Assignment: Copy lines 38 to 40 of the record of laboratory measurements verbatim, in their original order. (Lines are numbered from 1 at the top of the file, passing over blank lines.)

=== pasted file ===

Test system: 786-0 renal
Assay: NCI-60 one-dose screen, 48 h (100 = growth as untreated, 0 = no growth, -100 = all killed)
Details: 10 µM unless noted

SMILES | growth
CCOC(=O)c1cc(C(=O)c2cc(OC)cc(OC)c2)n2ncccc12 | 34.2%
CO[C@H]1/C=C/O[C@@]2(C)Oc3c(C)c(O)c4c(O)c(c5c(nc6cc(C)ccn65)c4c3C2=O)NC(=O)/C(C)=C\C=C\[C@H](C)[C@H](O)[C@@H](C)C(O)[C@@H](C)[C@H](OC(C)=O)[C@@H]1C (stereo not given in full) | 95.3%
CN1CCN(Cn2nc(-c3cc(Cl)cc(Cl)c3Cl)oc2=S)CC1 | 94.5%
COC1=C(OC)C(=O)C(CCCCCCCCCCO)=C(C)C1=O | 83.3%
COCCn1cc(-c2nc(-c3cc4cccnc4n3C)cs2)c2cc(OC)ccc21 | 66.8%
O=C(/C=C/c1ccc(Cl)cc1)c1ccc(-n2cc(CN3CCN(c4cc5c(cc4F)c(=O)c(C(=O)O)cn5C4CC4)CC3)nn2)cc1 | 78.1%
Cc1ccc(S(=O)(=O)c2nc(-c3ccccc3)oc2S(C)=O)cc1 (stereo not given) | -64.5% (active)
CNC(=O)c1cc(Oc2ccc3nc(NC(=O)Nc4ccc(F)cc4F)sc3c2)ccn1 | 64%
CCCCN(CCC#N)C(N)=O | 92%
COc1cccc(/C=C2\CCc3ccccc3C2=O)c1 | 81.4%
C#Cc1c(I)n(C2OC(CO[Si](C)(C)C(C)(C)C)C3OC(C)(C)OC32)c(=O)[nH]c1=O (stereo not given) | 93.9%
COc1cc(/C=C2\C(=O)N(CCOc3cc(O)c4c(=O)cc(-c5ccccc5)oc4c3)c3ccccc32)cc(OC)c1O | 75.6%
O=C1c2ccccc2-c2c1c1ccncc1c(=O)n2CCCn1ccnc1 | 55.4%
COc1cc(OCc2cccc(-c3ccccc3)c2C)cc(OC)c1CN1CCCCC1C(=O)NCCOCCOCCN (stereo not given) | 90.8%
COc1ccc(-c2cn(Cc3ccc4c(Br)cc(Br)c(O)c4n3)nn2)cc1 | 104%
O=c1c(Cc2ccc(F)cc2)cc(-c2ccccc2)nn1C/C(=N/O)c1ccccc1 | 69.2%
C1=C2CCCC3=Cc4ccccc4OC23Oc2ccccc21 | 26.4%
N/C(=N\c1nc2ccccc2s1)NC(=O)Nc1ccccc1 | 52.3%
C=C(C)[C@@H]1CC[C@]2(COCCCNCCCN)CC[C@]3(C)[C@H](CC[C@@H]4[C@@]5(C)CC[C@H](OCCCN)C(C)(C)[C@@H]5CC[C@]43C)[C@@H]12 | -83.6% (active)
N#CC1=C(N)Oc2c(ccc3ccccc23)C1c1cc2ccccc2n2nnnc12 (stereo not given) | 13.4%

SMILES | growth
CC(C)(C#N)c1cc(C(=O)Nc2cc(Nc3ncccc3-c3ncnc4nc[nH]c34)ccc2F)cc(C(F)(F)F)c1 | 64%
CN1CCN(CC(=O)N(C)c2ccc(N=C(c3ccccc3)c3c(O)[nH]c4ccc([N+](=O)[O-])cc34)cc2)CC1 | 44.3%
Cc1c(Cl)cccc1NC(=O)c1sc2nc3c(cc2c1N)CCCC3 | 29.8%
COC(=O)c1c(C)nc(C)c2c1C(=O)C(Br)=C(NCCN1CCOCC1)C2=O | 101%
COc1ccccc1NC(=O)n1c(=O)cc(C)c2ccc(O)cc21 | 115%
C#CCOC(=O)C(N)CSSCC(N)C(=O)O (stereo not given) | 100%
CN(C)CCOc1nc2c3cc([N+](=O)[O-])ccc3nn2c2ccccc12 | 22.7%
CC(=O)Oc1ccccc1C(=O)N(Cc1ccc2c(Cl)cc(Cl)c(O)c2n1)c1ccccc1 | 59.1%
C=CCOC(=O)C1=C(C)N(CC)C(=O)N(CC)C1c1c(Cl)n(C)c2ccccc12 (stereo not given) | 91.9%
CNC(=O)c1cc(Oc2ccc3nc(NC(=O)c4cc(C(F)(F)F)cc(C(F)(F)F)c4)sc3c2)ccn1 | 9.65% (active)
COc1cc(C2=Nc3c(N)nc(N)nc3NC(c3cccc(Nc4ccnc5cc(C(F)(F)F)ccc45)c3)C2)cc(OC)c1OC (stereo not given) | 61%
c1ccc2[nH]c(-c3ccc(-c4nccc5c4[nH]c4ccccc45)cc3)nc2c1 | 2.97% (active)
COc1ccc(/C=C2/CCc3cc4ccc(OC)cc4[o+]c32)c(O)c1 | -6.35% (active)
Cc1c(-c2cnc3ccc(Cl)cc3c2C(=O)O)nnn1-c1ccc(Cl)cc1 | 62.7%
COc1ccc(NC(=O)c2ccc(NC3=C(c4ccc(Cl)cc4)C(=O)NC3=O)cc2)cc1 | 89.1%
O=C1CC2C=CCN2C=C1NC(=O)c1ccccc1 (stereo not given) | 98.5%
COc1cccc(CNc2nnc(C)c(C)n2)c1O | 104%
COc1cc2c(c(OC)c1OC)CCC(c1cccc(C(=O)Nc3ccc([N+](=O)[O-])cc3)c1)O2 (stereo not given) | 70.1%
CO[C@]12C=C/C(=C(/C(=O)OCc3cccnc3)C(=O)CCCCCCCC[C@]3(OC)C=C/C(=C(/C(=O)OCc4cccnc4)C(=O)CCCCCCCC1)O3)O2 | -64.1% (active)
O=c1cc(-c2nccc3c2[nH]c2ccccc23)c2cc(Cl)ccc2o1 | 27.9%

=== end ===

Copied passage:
COc1ccc(/C=C2/CCc3cc4ccc(OC)cc4[o+]c32)c(O)c1 | -6.35% (active)
Cc1c(-c2cnc3ccc(Cl)cc3c2C(=O)O)nnn1-c1ccc(Cl)cc1 | 62.7%
COc1ccc(NC(=O)c2ccc(NC3=C(c4ccc(Cl)cc4)C(=O)NC3=O)cc2)cc1 | 89.1%